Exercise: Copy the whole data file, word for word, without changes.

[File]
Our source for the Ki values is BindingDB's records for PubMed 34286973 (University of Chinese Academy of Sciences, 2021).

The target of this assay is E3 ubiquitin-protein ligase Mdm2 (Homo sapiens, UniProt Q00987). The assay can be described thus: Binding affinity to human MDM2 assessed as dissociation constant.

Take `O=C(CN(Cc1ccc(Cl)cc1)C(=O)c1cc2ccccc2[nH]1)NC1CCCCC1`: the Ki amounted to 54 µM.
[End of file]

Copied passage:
Our source for the Ki values is BindingDB's records for PubMed 34286973 (University of Chinese Academy of Sciences, 2021).

The target of this assay is E3 ubiquitin-protein ligase Mdm2 (Homo sapiens, UniProt Q00987). The assay can be described thus: Binding affinity to human MDM2 assessed as dissociation constant.

Take `O=C(CN(Cc1ccc(Cl)cc1)C(=O)c1cc2ccccc2[nH]1)NC1CCCCC1`: the Ki amounted to 54 µM.